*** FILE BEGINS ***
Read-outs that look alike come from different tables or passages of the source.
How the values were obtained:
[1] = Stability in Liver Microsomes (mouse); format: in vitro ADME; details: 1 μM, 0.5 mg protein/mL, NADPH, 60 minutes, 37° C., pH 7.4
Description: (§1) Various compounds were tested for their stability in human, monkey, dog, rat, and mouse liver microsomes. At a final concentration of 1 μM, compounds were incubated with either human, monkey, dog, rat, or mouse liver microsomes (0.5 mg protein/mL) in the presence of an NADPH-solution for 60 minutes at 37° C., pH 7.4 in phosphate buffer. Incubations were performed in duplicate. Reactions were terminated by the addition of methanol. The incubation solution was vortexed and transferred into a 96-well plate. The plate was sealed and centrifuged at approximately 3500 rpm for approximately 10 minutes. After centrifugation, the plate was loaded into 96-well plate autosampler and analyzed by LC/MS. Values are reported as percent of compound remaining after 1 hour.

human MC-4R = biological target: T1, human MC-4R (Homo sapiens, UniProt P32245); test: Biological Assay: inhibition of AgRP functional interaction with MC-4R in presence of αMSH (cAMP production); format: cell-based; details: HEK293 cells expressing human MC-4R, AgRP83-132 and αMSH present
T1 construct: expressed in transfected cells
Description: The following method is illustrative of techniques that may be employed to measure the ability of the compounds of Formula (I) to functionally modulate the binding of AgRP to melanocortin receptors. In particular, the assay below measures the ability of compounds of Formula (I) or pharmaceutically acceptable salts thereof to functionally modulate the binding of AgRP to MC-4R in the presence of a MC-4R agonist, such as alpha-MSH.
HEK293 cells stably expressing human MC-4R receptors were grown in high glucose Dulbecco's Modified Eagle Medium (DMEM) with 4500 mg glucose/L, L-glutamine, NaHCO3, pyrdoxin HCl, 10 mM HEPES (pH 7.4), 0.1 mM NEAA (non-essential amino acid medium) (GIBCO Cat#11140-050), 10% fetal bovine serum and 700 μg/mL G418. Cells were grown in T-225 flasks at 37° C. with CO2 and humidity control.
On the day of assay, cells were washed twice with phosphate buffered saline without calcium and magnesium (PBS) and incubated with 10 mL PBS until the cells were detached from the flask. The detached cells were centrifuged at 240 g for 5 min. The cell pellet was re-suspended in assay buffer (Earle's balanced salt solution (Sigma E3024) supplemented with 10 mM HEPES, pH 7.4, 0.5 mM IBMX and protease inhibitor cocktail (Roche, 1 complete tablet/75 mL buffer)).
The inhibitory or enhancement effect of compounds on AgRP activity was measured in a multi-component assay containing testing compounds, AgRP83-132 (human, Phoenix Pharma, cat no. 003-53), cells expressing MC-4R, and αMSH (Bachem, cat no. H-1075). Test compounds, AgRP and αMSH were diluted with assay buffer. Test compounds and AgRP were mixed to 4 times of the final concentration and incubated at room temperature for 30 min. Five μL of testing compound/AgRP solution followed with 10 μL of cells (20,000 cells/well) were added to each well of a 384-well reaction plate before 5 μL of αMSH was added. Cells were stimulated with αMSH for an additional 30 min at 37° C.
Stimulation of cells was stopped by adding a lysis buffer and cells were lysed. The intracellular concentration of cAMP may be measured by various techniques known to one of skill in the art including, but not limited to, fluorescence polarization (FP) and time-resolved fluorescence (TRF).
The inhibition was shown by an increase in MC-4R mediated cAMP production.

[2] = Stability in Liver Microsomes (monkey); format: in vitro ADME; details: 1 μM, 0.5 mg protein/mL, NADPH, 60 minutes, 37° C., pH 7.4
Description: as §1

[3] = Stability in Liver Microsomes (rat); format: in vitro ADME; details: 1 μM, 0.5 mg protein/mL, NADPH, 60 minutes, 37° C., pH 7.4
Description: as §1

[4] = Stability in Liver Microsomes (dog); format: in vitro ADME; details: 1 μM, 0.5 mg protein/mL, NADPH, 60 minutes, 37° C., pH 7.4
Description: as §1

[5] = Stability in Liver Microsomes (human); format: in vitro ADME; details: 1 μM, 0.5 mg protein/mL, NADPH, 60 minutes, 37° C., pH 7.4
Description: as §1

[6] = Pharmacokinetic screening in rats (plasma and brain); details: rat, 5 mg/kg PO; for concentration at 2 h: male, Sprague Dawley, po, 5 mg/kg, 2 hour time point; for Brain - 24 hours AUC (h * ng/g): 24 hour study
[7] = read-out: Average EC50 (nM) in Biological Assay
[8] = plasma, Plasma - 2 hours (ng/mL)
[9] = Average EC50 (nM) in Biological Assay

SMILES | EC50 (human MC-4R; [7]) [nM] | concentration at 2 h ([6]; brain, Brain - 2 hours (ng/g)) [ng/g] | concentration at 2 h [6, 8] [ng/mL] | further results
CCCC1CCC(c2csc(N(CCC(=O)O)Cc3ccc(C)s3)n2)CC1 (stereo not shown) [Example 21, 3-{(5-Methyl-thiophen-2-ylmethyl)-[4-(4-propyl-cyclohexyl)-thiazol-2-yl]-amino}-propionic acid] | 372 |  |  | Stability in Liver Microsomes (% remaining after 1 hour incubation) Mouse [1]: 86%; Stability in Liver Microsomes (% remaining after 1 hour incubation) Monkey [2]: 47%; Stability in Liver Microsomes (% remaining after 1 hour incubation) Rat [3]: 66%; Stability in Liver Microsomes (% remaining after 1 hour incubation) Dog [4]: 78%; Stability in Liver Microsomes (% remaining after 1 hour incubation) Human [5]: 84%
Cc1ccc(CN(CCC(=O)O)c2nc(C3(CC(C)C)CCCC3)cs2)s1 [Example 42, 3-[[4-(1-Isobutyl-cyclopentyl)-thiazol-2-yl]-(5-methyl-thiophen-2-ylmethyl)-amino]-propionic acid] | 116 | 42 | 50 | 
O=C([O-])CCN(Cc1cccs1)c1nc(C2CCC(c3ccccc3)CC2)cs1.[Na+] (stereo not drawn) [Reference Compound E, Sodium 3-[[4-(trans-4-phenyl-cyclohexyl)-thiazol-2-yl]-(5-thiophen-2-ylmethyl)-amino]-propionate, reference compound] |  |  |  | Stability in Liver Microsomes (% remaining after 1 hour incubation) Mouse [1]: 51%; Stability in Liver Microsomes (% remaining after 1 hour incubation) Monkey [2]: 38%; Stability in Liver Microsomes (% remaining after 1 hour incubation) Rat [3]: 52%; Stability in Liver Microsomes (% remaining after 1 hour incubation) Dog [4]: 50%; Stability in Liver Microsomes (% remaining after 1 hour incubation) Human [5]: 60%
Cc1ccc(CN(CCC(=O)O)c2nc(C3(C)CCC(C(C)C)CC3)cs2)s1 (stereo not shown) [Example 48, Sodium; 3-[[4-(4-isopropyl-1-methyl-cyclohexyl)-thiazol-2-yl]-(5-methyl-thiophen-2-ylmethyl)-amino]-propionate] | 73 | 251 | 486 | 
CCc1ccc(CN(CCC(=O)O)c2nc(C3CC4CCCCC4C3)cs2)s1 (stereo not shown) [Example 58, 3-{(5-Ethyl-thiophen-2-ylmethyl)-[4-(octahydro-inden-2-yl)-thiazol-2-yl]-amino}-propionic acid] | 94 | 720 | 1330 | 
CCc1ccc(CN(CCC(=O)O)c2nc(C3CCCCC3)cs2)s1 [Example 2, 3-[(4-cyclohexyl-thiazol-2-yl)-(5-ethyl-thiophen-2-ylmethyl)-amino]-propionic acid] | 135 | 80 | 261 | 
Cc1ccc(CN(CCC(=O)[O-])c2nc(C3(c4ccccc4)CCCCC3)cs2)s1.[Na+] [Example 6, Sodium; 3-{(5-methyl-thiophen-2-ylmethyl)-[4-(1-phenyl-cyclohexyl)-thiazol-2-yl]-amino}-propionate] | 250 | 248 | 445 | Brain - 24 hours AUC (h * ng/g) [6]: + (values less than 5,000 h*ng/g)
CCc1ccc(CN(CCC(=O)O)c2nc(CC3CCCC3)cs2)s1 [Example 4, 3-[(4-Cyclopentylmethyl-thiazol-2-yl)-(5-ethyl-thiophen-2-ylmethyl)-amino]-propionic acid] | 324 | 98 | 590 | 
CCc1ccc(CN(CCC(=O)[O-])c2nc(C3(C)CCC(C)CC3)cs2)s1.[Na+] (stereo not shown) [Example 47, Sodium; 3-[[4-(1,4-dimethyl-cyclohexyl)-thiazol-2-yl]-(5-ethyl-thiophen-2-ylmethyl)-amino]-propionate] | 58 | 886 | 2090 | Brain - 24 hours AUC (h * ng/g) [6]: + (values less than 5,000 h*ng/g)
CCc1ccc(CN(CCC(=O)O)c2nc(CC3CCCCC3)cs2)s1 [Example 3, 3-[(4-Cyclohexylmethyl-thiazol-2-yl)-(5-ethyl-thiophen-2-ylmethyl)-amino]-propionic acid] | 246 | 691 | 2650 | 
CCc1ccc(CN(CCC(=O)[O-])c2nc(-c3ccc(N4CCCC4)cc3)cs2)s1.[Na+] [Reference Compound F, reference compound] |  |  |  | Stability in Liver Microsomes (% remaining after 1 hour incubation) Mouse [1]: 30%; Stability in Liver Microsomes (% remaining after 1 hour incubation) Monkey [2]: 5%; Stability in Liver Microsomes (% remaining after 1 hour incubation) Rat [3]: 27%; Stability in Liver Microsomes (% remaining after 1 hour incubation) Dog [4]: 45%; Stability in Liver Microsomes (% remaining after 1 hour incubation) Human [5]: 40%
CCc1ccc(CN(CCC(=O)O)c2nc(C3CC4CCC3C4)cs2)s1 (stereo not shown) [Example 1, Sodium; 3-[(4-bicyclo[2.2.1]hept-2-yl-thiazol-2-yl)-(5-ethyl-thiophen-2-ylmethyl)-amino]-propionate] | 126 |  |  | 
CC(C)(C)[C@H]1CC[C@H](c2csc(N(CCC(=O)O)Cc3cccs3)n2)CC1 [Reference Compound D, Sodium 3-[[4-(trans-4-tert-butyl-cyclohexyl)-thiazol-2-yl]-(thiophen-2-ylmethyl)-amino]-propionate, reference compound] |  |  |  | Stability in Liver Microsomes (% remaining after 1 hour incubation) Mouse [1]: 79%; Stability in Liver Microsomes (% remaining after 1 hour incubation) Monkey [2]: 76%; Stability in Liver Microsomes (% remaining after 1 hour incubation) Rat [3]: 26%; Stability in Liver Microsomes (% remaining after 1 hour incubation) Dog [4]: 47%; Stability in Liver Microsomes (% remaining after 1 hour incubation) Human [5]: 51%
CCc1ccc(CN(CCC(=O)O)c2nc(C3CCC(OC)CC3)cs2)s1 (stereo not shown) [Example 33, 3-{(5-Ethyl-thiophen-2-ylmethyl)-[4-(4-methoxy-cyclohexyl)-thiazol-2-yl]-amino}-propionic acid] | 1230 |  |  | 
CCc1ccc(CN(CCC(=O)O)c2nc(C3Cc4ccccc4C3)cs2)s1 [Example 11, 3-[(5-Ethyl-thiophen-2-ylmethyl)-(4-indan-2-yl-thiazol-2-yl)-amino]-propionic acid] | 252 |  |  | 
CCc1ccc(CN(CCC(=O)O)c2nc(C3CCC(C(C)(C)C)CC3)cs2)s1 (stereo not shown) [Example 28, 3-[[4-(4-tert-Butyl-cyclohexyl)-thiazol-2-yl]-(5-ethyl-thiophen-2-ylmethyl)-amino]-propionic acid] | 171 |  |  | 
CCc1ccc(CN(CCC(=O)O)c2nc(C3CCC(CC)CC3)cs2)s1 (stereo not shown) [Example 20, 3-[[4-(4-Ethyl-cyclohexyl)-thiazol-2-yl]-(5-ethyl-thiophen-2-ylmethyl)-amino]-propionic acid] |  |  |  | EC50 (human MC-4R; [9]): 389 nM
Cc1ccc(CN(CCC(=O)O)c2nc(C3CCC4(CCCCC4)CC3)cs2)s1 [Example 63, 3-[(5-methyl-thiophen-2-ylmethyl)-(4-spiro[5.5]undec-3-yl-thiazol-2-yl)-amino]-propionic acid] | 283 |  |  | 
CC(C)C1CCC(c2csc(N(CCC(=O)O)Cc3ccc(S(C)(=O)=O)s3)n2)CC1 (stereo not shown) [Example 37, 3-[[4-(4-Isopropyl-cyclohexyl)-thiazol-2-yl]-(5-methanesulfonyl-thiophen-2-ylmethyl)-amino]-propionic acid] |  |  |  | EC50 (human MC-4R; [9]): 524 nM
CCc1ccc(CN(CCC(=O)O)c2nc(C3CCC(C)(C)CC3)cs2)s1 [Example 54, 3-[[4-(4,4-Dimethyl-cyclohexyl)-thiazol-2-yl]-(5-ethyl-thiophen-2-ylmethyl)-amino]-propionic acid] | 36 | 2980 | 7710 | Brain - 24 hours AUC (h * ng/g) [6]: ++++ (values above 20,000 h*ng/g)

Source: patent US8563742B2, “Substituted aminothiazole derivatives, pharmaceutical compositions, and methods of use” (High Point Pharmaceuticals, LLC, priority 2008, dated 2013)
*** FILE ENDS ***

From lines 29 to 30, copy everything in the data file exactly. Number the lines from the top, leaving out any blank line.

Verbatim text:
Cc1ccc(CN(CCC(=O)O)c2nc(C3(C)CCC(C(C)C)CC3)cs2)s1 (stereo not shown) [Example 48, Sodium; 3-[[4-(4-isopropyl-1-methyl-cyclohexyl)-thiazol-2-yl]-(5-methyl-thiophen-2-ylmethyl)-amino]-propionate] | 73 | 251 | 486 | 
CCc1ccc(CN(CCC(=O)O)c2nc(C3CC4CCCCC4C3)cs2)s1 (stereo not shown) [Example 58, 3-{(5-Ethyl-thiophen-2-ylmethyl)-[4-(octahydro-inden-2-yl)-thiazol-2-yl]-amino}-propionic acid] | 94 | 720 | 1330 | 